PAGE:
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Icon or sketchON. WILLIAM JENNINGS BRYAN, of Lincoln, was born in Salem, Marion county, Illinois, March 19, 1860. He attended public school until fifteen years of age, spending his vacations on the farm. In the fall


of 1875 he entered Whipple Academy at Jacksonville, Illinois, and entered Illinois College in the same city in 1877. He completed the classical course and graduated with highest honors in 1881. For two years he attended Union College of Law, Chicago, during which time he was connected with the office of ex-Senator Lyman



Trumbull. He began the practice of his profession and removed to Lincoln in 1887, where he became a member of the firm of Talbot & Bryan. He never held political office prior to his election to the fifty-second congress. At the close of his first term he was re-elected. He began congressional life March 4, 1891, at the age of thirty, and was at once honored with a place on the committee on ways and means. He took an active part in the preparation of the celebrated Wilson tariff bill in the fifty-third congress, and was the author of the income tax law. His maiden speech was delivered in the house March 16, 1892, on the free wool bill, and from that time he was recognized as one of the advanced thinkers and speakers of the country. Mr. Bryan closed the debate on the income tax January 30, 1894, making such a popular impression that many thousand copies of that speech were circulated by the democratic congressional committee. On the 16th day of August, 1893, he delivered his famous speech against the unconditional repeal of the purchasing clause of the Sherman bill. This was by many members of congress and by the press of the country regarded as one of the highest among the brilliant oratorical efforts heard in congress in the last quarter of a century. His silver and tariff speeches have been widely circulated. The short speech delivered in opposition to "unconditional repeal," after the amended bill came back from the senate, foretold the events which have followed repeal, and serves to vindicate his judgment and to prove his keen insight into the financial condition of the country.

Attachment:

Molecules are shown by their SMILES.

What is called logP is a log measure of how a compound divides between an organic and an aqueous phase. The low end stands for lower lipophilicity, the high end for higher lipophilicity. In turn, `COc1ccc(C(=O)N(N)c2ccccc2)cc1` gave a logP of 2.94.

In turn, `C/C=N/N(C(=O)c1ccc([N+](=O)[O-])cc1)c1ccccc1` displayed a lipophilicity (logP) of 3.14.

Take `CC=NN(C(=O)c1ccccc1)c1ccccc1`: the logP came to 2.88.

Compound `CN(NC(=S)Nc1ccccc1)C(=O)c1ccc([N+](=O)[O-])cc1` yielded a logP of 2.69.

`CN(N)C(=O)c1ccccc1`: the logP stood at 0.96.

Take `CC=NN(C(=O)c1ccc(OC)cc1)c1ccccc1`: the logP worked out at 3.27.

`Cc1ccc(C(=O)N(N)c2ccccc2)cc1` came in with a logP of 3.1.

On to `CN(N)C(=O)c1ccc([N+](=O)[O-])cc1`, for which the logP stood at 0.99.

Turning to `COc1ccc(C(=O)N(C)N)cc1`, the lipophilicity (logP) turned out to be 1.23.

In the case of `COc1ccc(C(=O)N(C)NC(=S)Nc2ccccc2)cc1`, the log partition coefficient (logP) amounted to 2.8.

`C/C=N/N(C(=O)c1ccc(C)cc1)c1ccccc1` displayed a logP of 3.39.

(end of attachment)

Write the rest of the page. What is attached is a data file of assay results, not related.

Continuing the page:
Although defeated for the United States senate in 1895, he continued the leading exponent of the principle



of bimetallism, and the following year, at the age of thirty-six, he received the presidential nomination of the democratic party, and was subsequently nominated by the populist and free silver parties on a platform demanding the immediate and independent restoration of free coinage, being the youngest man who ever received a presidential nomination.
   The brilliant and aggressive campaign conducted by Mr. Bryan challenged the admiration of the world, and the energy and ability with which he forced upon the opposition the consideration of the vital question, the free and unlimited coinage of silver, making it the paramount issue in the campaign, marked him as a man of extraordinary intellectual force and power. His thorough honesty of purpose has been unquestioned, and no presidential candidate ever came out of an unsuccessful contest for the presidency enjoying more generally the respect, confidence, and admiration of the people. He stands to-day the leader of those who contend for an independent American financial policy, and has declared his determination to continue the fight until bimetallism shall have been restored.

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